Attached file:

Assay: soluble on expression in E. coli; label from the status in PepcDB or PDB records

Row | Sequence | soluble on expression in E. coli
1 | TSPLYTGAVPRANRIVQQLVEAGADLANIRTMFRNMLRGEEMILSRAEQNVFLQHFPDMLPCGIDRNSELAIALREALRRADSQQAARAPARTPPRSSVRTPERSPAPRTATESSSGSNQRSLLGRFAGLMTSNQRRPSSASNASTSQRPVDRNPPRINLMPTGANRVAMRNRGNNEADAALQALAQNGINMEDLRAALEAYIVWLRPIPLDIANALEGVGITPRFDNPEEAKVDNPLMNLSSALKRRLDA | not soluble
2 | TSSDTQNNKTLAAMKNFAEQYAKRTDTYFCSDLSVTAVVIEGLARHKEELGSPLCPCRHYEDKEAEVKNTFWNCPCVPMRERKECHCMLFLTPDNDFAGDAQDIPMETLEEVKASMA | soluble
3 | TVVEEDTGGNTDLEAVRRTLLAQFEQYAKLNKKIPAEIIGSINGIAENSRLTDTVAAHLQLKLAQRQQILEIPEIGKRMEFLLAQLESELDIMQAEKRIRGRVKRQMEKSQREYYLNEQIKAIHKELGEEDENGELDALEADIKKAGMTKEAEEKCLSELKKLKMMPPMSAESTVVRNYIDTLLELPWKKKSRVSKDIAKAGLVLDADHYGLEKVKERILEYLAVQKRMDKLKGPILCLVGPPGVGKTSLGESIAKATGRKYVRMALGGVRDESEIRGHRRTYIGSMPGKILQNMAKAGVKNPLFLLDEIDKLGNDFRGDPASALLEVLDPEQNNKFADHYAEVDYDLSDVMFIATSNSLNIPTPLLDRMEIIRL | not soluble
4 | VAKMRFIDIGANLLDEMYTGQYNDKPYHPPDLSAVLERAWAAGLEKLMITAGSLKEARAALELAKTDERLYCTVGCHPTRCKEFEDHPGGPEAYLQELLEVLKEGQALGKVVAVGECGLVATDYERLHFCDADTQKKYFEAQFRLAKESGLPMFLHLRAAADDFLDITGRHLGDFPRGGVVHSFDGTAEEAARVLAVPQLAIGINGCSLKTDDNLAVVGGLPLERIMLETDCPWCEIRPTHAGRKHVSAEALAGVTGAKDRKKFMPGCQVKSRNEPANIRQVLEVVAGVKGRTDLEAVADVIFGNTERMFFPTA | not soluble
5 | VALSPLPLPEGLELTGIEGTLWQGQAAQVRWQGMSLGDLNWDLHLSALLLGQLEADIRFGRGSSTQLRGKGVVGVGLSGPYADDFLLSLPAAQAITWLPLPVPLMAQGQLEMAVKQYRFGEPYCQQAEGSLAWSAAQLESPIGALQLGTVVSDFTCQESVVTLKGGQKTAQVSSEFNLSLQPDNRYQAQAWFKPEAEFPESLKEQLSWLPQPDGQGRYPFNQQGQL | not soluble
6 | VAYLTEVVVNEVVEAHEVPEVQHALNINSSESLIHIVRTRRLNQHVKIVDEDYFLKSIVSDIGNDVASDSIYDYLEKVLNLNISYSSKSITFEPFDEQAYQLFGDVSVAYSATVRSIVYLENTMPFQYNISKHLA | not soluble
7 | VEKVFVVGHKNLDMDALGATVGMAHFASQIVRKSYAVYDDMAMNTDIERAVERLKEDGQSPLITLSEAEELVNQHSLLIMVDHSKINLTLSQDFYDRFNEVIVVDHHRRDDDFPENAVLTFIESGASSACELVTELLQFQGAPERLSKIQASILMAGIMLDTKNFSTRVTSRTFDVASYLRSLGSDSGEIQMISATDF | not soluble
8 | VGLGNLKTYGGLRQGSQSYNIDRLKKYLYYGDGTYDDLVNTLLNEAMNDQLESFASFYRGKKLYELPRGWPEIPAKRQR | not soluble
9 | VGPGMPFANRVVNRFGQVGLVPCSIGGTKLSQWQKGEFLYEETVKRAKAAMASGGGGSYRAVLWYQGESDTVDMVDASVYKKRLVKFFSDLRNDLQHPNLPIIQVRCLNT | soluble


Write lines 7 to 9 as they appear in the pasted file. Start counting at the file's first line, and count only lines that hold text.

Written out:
5 | VALSPLPLPEGLELTGIEGTLWQGQAAQVRWQGMSLGDLNWDLHLSALLLGQLEADIRFGRGSSTQLRGKGVVGVGLSGPYADDFLLSLPAAQAITWLPLPVPLMAQGQLEMAVKQYRFGEPYCQQAEGSLAWSAAQLESPIGALQLGTVVSDFTCQESVVTLKGGQKTAQVSSEFNLSLQPDNRYQAQAWFKPEAEFPESLKEQLSWLPQPDGQGRYPFNQQGQL | not soluble
6 | VAYLTEVVVNEVVEAHEVPEVQHALNINSSESLIHIVRTRRLNQHVKIVDEDYFLKSIVSDIGNDVASDSIYDYLEKVLNLNISYSSKSITFEPFDEQAYQLFGDVSVAYSATVRSIVYLENTMPFQYNISKHLA | not soluble
7 | VEKVFVVGHKNLDMDALGATVGMAHFASQIVRKSYAVYDDMAMNTDIERAVERLKEDGQSPLITLSEAEELVNQHSLLIMVDHSKINLTLSQDFYDRFNEVIVVDHHRRDDDFPENAVLTFIESGASSACELVTELLQFQGAPERLSKIQASILMAGIMLDTKNFSTRVTSRTFDVASYLRSLGSDSGEIQMISATDF | not soluble